1. Wendell Berry
Much of Wendell Berry’s inspiration comes from his Kentucky farm, which has been in his family for more than 200 years. Berry has been an outspoken champion of land stewardship and has campaigned against what he considers “bad farming” for many years.
Berry has said, “The world and our life in it are conditional gifts. We have the world to live in, and the use of it to live from, on the condition that we will take good care of it. And to take good care of it we have to know it and we have to know how to take care of it. And to know, and to be willing to take care of it, we have to love it. And we’ve ignored all that.”
Recommended Reading: The Mad Farmer Poems
“Invest in the millenium. Plant sequoias.” — “Manifesto: The Mad Farmer Liberation Front” from Mad Farmer Poems
2. E.B. White
E.B. White’s children’s book Charlotte’s Web has delighted children for more than 60 years, but not everyone knows that the story was inspired by a spider in White’s own barn. White suffered from anxiety throughout his life and found comfort in the presence of animals. He said, “I like animals, and my barn is a pleasant place to be, at all hours!”
White split his time between New York, where he was a regular contributor to The New Yorker, and his farm in Maine, where he died in 1985.
Recommended Reading: Essays of E.B. White by E.B. White and The Story of Charlotte’s Web by Michael Sims
“One never knows what images one is going to hold in memory, returning to the city after a brief orgy in the country. I find this morning that what I most vividly and longingly recall is the sight of my grandson and his little sunburnt sister returning to their kitchen door from an excursion, with trophies of the meadow clutched in their hands, she with a couple of violets, smiling, he serious and holding dandelions, strangling them in a responsible grip. Children hold spring so tightly in their brown fists — just as grownups, who are less sure of it, hold it in their hearts.” — “A Report in Spring” from Essays of E.B. White
3. Barbara Kingsolver
In 2005, Barbara Kingsolver moved her family to a farm in Virginia to attempt a locavore experiment. They grew their own vegetables, harvested animals, ate seasonally and preserved their harvest. She chronicled their trials in the book Animal, Vegetable, Miracle: A Year of Food Life, which includes insights from her ornithologist husband, Steven L. Hopp, and her daughter, Camille. Kingsolver holds a Masters degree in Ecology and has also published short stories, novels and poems.
She continues to reside on her farm in Virginia.
Recommended Reading: Animal, Vegetable, Miracle: A Year of Food Life by Barbara Kingsolver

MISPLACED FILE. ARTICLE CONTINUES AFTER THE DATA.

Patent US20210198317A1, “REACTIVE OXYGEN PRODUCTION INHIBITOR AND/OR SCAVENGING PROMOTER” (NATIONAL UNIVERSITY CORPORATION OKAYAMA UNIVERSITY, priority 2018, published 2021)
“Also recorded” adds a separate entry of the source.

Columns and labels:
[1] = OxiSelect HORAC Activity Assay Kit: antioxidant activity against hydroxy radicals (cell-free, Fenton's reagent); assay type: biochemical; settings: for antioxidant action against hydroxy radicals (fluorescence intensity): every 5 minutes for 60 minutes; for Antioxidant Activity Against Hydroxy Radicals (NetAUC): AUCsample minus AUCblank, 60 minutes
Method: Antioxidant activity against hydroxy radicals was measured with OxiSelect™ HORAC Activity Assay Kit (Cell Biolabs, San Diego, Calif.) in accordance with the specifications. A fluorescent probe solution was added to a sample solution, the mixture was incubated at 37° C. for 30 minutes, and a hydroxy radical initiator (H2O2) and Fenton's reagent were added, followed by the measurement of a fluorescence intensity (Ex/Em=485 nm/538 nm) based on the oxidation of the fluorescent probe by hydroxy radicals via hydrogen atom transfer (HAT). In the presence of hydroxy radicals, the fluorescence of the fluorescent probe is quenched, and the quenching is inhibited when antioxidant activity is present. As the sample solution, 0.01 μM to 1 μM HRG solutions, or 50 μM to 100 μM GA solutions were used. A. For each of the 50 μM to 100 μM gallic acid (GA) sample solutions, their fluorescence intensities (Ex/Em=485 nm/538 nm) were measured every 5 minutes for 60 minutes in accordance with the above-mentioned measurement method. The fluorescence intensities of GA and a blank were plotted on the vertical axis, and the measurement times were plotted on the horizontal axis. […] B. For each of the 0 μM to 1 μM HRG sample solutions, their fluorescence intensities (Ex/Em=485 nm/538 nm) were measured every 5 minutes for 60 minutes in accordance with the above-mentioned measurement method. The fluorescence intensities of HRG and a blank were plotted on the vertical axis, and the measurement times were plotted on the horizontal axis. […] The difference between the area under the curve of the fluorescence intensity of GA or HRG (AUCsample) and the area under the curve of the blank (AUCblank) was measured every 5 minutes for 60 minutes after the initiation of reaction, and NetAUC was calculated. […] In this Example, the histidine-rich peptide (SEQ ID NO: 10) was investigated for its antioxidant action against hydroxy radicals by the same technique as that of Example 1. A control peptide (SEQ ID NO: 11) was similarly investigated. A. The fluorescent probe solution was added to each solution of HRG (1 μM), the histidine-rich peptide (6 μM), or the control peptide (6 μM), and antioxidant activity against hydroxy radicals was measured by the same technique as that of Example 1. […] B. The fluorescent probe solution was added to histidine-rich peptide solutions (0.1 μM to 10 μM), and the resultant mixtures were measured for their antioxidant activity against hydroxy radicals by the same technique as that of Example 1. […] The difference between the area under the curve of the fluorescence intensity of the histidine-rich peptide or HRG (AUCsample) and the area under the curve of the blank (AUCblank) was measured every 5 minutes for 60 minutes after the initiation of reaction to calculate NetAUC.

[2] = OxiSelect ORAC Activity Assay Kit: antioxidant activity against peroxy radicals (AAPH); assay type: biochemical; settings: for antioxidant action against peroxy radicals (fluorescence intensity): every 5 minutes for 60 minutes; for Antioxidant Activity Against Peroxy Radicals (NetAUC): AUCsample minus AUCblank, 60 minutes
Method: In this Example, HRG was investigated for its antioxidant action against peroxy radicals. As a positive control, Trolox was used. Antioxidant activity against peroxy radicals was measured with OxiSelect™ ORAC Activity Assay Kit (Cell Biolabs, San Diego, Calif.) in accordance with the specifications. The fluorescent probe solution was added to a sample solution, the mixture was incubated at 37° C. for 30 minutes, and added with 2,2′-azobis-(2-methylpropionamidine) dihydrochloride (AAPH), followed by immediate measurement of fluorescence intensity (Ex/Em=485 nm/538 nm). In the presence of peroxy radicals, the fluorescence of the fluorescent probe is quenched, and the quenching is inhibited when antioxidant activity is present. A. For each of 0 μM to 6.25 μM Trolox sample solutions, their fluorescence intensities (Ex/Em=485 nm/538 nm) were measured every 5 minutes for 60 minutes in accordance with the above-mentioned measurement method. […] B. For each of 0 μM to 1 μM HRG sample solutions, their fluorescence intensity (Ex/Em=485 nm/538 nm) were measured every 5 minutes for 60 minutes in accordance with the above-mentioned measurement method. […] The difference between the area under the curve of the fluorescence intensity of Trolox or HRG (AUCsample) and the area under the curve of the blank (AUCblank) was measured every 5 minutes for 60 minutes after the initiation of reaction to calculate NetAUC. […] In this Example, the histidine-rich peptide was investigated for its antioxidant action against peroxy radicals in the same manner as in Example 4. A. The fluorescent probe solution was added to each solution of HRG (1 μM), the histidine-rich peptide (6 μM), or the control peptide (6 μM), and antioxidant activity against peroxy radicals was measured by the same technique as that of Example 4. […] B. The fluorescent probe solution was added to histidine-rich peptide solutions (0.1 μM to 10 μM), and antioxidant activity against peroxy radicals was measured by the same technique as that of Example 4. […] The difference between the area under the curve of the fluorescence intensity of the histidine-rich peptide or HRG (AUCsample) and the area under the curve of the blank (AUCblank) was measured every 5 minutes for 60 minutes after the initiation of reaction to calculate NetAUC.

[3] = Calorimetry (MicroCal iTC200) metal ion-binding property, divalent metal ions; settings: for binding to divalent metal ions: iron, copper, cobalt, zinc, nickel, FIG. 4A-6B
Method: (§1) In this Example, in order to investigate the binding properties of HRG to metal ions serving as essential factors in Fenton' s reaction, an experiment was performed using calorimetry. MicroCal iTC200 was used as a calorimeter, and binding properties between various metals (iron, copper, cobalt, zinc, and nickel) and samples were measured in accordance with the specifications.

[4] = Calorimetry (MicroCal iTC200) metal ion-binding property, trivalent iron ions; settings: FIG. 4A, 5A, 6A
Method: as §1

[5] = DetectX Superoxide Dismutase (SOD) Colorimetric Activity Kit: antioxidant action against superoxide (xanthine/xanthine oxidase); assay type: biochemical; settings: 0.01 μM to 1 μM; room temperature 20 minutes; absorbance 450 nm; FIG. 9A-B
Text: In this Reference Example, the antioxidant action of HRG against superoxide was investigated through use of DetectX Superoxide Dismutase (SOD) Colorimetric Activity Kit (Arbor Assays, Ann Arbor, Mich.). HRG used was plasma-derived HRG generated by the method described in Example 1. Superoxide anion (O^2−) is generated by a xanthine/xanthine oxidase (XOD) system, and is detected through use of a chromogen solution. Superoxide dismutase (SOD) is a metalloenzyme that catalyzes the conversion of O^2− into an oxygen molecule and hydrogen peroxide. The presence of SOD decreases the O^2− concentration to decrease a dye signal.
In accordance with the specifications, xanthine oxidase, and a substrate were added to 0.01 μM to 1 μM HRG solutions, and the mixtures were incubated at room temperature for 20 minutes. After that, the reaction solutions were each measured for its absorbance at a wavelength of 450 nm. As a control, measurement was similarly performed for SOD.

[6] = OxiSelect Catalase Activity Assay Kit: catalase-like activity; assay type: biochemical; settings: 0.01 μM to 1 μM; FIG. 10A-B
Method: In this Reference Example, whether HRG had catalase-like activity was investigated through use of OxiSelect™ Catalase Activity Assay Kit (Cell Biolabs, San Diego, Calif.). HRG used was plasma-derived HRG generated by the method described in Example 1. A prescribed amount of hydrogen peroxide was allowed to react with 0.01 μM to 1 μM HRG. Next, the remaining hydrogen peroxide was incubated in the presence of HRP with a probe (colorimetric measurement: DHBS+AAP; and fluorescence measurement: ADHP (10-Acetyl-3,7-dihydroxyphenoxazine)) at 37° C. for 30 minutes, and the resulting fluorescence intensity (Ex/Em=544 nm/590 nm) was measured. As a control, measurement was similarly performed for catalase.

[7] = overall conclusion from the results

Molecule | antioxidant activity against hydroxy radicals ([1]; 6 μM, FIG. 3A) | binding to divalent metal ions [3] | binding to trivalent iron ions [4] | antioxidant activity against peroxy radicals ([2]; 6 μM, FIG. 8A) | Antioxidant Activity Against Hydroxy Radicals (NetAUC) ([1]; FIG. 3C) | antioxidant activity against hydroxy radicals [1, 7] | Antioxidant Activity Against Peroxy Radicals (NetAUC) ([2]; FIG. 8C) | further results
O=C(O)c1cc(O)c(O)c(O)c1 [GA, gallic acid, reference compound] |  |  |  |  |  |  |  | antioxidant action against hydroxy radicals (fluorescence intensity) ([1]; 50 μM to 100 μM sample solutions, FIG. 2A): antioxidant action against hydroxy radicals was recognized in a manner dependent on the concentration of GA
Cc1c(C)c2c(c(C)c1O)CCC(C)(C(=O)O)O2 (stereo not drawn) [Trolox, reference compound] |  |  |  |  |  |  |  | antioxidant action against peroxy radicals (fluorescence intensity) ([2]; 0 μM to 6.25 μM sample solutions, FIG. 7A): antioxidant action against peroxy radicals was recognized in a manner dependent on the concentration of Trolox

“When we traded homemaking for careers, we were implicitly promised economic independence and worldly influence. But a devil of a bargain it has turned out to be in terms of daily life. We gave up the aroma of warm bread rising, the measured pace of nurturing routines, the creative task of molding our families’ tastes and zest for life; we received in exchange the minivan and the Lunchable.” — Animal, Vegetable, Miracle: A Year of Food Life by Barbara Kingsolver
4. Julene Bair
As a student in the Iowa Writer’s Workshop, Julene Bair thought she would write about the time she spent in San Francisco or her life in the Mojave Desert. But when she sat down to write, it was the stories of growing up in rural Kansas that flowed from her fingertips. These stories became One Degree West: Reflections of a Plainsdaughter. In her latest book, The Ogallala Road: A Memoir of Love and Reckoning, she reflects on her time farming alongside her dad before she became a mother.
Blair no longer farms but has become an active voice in the protection and preservation of the Ogallala Aquifer.
Recommended Reading: The Ogallala Road: A Memoir of Love and Reckoning
“In the shop, breathing the scent of dusty grease and oil; in the old house, staring into the living room where Dad and Jake used to take naps together on the couch; in the sheep barn, remembering the joy implicit in so much baaing life; in every inch of the farm, I recalled my father’s presence.” — The Ogallala Road: A Memoir of Love and Reckoning by Julene Bair
5. Emily Dickinson
In her time, Emily Dickinson was better known for flowers than poems. She was an avid gardener from childhood on and at the age of 11 wrote to a friend, “My Plants grow beautifully.” Her father built a conservatory on their homestead in Amherst, Massachusetts, which allowed Dickinson to grow flowers year-round. Her poems often reference her flowers, the weather, populations of pollinators and changes in seasons — all things a good gardener must be attuned to.
Dickinson studied botany throughout her life and created a herbarium of pressed flowers with more than 400 specimens.
Recommended Reading: Final Harvest: Emily Dickinson’s Poems by Emily Dickinson and Emily Dickinson’s Gardens: A Celebration of a Poet and Gardener by Marta McDowell
“There is a flower that bees prefer,
And butterflies desire;
To gain the purple democrat
The humming-birds aspire.”
-“LXVI,” Emily Dickinson
Photo courtesy Guy Mendes/40/40: Forty Years, Forty Portraits/Institute 193